Orem • "I don't think the autopsy's going to tell us anything," says officer.
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Autopsies were conducted Tuesday on the bodies of a plastic surgeon and his fiancée, who were found dead in an Orem home Monday. But investigators doubt they will learn much about the mysterious deaths of the troubled couple.
Orem Police Sgt. Craig Martinez said Tuesday that he didn't expect any definitive answers about the deaths of Joseph Berg and Luz "Lucy" Schwartz until toxicology screens are completed. And those results are not expected for two to three weeks, Martinez said.
"I don't think the autopsy's going to tell us anything," he said.
Martinez said there were no signs of visible trauma to the bodies of Schwartz, 49, and Berg, 47, who were last seen Sunday night at dinner in Orem with a member of Berg's family. Berg did not own the Orem house where he and Schwartz were found, but Martinez said they were there with the homeowner's permission.
"He wasn't trespassing or breaking any laws," he said.
Berg had been released Thursday from jail, where he spent four months after pleading guilty to a second-degree felony kidnapping charge for an assault involving Schwartz in November 2011. He was sentenced in April to 180 days in jail followed by 36 months of probation, including anger management and substance abuse treatment. He was released early for good behavior, according to jail staff.
At his sentencing, he admitted an addiction to painkillers.
On Nov. 30, 2011, state licensing officials suspended Berg's licenses to practice and prescribe. Staffers at his clinic, the Cosmetic Plastic Surgery Institute of Orem, had complained of Berg's strange behavior that included falling asleep while standing up, swallowing handfuls of pills and buying drugs not used in his practice.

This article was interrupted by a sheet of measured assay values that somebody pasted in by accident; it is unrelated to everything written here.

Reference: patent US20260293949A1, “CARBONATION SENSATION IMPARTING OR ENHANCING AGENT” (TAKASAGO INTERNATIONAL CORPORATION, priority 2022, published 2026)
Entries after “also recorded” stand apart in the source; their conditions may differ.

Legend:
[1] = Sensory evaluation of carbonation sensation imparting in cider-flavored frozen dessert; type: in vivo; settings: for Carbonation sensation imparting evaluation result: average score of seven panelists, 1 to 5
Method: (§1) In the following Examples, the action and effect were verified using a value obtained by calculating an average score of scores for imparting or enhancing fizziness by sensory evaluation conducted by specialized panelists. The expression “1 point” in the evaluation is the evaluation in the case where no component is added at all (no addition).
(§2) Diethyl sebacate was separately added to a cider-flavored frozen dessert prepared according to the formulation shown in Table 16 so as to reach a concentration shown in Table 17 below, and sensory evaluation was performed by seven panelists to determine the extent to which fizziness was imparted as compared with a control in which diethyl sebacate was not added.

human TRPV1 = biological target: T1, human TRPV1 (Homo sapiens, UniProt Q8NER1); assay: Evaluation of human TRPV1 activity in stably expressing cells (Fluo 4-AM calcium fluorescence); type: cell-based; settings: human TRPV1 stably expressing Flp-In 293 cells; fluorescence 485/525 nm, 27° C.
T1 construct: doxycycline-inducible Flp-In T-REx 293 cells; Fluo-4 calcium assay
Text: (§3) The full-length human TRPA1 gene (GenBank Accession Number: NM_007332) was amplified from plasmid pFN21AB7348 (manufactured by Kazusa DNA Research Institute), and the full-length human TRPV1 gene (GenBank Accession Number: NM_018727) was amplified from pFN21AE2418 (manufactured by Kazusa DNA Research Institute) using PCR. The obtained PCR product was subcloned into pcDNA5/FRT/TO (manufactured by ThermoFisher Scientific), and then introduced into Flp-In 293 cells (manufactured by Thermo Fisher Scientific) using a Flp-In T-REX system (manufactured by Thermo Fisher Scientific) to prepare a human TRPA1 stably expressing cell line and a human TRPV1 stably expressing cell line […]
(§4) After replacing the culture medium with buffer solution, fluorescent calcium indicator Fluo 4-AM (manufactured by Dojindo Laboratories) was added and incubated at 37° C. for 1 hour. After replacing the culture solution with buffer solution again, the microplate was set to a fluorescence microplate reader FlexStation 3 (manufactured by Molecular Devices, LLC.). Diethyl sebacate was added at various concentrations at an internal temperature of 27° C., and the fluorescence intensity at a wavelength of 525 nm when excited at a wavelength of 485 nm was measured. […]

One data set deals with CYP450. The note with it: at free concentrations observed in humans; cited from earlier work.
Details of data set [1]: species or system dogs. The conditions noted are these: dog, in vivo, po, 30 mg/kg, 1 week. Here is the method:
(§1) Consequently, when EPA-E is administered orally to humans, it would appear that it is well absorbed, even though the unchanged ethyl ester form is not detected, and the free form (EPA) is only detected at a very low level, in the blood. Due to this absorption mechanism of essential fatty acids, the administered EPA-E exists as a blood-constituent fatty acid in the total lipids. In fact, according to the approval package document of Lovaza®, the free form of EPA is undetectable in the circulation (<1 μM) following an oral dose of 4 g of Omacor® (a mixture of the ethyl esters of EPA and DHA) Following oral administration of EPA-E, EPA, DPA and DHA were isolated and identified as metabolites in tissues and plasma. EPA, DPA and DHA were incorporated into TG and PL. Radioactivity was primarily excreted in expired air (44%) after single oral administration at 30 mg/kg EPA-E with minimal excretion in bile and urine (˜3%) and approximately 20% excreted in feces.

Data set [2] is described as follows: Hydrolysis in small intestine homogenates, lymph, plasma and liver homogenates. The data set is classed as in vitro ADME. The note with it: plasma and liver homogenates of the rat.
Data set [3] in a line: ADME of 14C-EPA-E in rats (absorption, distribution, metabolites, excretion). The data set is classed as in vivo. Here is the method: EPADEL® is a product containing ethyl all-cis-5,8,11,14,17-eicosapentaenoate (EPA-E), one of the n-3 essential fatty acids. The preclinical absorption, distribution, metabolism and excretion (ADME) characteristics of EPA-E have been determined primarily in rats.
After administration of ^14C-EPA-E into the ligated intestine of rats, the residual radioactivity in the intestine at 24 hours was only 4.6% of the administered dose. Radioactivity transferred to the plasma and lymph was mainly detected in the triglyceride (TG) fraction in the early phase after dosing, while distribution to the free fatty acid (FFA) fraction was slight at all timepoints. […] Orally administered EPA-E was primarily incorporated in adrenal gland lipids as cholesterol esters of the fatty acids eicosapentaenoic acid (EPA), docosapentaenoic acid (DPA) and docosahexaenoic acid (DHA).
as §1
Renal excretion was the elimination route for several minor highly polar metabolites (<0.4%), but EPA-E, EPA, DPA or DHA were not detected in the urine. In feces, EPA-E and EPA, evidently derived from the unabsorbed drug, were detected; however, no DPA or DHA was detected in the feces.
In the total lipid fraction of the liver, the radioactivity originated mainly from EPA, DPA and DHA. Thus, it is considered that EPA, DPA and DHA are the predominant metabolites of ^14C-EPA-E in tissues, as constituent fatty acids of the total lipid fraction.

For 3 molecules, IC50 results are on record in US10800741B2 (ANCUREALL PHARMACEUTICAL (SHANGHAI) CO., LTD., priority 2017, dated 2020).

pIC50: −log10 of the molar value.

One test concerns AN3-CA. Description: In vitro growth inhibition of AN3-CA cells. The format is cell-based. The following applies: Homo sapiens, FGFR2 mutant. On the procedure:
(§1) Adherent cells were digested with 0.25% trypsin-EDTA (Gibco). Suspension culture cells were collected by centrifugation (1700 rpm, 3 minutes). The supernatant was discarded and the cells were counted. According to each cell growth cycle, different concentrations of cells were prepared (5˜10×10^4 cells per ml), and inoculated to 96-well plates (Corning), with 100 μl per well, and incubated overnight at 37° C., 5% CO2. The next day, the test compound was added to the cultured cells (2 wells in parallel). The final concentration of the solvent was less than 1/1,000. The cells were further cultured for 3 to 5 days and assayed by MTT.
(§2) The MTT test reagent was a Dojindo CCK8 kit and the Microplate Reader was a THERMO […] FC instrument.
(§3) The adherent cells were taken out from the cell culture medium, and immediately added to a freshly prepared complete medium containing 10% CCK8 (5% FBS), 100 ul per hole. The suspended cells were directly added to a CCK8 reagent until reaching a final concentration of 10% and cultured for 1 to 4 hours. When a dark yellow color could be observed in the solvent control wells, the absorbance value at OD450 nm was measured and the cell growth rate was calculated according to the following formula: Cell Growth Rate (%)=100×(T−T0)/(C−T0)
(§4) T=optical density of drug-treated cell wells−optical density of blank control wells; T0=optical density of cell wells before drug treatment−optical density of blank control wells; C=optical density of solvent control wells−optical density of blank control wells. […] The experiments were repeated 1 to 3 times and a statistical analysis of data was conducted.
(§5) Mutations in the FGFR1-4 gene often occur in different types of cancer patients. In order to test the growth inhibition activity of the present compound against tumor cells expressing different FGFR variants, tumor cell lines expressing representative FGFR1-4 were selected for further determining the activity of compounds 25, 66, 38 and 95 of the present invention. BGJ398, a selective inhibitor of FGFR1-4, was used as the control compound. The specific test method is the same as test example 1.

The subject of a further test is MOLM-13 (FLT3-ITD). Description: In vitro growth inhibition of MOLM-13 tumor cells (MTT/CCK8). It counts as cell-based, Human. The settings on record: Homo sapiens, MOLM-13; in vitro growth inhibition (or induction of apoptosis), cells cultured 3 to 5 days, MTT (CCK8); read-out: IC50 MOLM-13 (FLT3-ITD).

He subsequently surrendered his license to practice.
Speaking with reporters in Berg's neighborhood on Monday, Utah County prosecutor Craig Johnson said Schwartz did not want to press kidnapping or assault charges against Berg last year. Her unwillingness to cooperate with prosecutors and Berg's status as a first-time offender prompted the Utah County Attorney's Office to seek a six-month jail sentence and probation.
"It was a victory at the time," Johnson said. "Obviously something went horribly wrong here."
Given Berg's history of drug use, police will be looking for signs of an overdose based on the toxicology tests. But the tests won't reveal other details, such whether the deaths were accidental or intentional, Martinez said. He said he didn't know of any evidence that Schwartz also abused drugs.
"I don't know if we will ever know exactly what happened," Martinez said.